wax banks

second-best since Cantor

Month: July, 2017

Fly slightly less casual: My second X-WING tournament.

Alright, enough effusion. I went to the weekly Pandemonium tournament, had a wonderful time, but screwed up: grabbed the currently popular Dengar/Nym Scum list and copied the cards manually into an online squad builder, but left Guidance Chips off both ships — yeah, I know. Always check your work!

Anyhow, that probably gave away 12-15hp over the course of the night. Can you goddamn believe?

I crushed a new player, drew even with a superior player (flying his own ordnance-laden Firespray/Nym list) in a match that ended with a genuinely dramatic nose-to-nose Nym joust, and got tabled by a Chewie/Leebo tank list. Here’s how bad that last match was: Leebo had a Range 1 donut, and I didn’t get inside it even once. Afterward Ian (the pilot) gave me good advice (I forgot I had Glitterstim, failed to set up an alpha strike, and sacrificed my most potent weapon by not keeping Dengar’s arc trained on the bad guys at all times) and nicely complimented my maneuvering, which made my evening despite how pissed off I was at my poor final-match performance.

In short: a fantastic night out, which was only possible because my wife handled childcare and housecare duties for the evening. Thanks love! May the Force beNEVERMIND

Important pennies.

Michiko Kakutani is retiring. I didn’t realize she was still working.

Ten years ago I’d have said ‘Good riddance’ — I thought she was dull on literature and embarrassing on politics, and I wrote in 2006 (on this blog’s forerunner) that I couldn’t remember ever learning anything from her reviews — but now I feel a little twinge of ohisthat…? sadness. My teacher said she was a fine interviewer in the 1970s at Yale, and the words ‘the 1970s at Yale’ remind me of the nearness of history: there’s another America within living memory, one where books mattered directly to the ‘average Joe’ and the idea of intellectual life wasn’t a sad joke.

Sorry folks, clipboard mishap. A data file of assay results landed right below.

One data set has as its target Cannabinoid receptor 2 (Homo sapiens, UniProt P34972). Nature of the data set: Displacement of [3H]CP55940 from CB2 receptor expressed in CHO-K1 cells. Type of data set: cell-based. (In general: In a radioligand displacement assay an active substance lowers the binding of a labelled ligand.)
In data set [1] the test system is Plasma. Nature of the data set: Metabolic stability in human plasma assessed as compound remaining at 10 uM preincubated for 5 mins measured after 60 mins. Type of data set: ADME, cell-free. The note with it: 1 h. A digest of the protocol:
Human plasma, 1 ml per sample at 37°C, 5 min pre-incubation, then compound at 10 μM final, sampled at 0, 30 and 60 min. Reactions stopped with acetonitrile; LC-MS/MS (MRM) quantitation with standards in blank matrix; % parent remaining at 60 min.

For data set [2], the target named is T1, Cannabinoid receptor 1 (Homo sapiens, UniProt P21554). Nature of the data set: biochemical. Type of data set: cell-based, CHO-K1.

My editor at Bloomsbury (yes I do enjoy typing those words) told me only the NYTimes could meaningfully drive sales with a review anymore, though I suppose she wasn’t counting Oprah Winfrey. Kakutani won’t be remembered as an intellectual, but she was part of a world that prized intellectual discourse even if only as fashion. The sadness I feel is for the passing of a world where not just ideas but contemplation itself mattered.

Ritual and control (systems): freewrite.

The word ‘ritual’ is overloaded w/judgment because the 20th century was horrible. We have a screwy notion of what time is — the body’s relationship to time, and the mind’s.

Neonates’ hearts have to be taught to beat in time. Ever wonder why they respond so well to bouncing at ~80bpm? Their hearts are learning how to keep a beat. They’re learning how to live.

Technologies collapse space and time, can we agree? One major effect of the Internet is that all libraries are local. My car lets me be 60 miles away in an hour; traveling five miles takes ‘no time at all,’ a unit of time so small I don’t notice it unless I’m in a hurry. Benedict Anderson wrote about this already — the psychic effects of 19C mass media. James Scott as well, in another register. Manovich, Kittler — yr Media Studies 101 reading list, basically.